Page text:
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ftCPDE Centerfor Proferritma/ ara Disatner Blunstion

Thatcher Hall, Room 315 405.974.2393

http://ucok.edu/corrstudies

CORRESPONDENCE EDUCATION

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"A Gay Mystery Drama"

Written & Directed by Robert Matson Nov. 20, 21 & 22 41), 8 pm

Lyric at the Plaza, 1725 NW 16th St. Students: $8 For Reservations call: 524-9312 Show information at: www.webplaystudio.com tarspiacecox.net athering" does contain adult situations. Gathering"

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Bronchos oxen season with style By Kaylea Brooks

Sports Editor

The Bronchos opened the season with a spectacular win against Oklahoma Panhandle State University in Goodwell, Okla; last night with a mind-blowing score of 107-40. The Bronchos had already trampled the Aggies 55-15 by halftime, and by the end of the game, six of the players were in double figures. UCO set a new school record with 15 3-pointers. They also set records for field goals (42), and points (107).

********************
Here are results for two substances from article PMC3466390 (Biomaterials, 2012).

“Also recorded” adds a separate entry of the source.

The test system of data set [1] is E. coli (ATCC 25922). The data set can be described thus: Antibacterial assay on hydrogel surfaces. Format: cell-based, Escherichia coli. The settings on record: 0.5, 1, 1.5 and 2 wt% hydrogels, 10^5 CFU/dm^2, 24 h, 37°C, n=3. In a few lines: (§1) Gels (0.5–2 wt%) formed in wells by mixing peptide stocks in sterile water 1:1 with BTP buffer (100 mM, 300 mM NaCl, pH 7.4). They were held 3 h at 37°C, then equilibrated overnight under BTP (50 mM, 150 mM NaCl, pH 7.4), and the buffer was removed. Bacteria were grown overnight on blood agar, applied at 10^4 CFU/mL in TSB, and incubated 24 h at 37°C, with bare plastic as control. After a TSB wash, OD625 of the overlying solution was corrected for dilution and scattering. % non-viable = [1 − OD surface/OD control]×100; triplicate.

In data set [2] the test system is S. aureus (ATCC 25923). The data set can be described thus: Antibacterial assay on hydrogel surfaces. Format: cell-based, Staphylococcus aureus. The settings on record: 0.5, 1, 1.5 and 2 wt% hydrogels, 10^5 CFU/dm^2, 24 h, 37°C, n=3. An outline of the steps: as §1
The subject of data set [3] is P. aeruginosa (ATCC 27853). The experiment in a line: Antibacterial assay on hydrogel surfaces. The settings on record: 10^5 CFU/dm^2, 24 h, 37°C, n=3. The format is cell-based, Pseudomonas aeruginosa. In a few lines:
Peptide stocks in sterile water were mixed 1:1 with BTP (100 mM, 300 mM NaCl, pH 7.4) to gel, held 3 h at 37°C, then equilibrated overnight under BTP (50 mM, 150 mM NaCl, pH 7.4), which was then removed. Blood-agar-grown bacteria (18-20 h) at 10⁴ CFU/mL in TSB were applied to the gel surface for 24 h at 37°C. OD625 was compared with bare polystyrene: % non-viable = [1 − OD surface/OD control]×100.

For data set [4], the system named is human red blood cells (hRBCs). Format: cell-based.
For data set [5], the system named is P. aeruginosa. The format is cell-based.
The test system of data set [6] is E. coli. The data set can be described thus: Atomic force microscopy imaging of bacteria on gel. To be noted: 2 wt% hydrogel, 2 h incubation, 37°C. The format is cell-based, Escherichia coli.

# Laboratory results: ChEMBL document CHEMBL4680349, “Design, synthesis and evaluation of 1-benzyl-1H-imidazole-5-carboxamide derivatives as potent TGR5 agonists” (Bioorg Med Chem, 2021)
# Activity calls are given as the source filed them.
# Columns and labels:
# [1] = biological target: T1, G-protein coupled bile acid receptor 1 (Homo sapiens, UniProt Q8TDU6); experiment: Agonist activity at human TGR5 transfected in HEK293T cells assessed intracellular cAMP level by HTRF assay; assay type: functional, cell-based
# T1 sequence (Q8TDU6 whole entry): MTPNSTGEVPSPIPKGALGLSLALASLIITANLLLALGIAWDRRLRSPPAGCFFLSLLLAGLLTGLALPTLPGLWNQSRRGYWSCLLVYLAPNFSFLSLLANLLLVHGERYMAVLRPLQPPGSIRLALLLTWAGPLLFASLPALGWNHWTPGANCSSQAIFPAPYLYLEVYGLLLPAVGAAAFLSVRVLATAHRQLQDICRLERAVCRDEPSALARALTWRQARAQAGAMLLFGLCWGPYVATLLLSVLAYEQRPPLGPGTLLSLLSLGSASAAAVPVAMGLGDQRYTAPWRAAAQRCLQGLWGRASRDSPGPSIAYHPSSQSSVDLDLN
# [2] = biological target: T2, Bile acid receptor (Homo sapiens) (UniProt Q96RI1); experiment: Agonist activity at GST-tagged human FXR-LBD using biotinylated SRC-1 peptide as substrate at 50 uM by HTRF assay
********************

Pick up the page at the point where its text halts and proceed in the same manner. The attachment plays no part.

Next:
Out of those 3-pointers freshman guard Courtney Allen made five to come up with her 19 points for the game. Senior Mallory Markus scored 16 points, and Scotland native Rose Anderson made three 3-pointers, ending with a total of 15 points. Cristina Yarborough also contributed to the scoring frenzy with 13 points, and Krista Beaty also scored 13 in only 11 minutes. Star Lizzie Brenner only took three shots that totaled to five points. Guy Hardaker, head coach, said his team was excited to win such a game, especially the first game of

the season. "Our girls came out on fire. We shot it really good, and the girls were active defensively," he said. "It was a fun night." But Hardaker said that he wanted to the girls to keep playing this well, and hopefully, the win will give them enough steam to defeat Pittsburg State on Friday. "We're going to have to keep the momentum going," said Hardaker. "Pittsburg State is a hard team." The Bronchos will take on Pittsburg State at the Southwestern by Vista photographer Chris Albers Oklahoma Classic in Weatherford Krista Beaty jumps for the rebound Thursday night against rivals the Oklahoma Flyers on Friday at 2 p.m. at Hamilton Field House. The Lady Bronchos lost the game during overtime.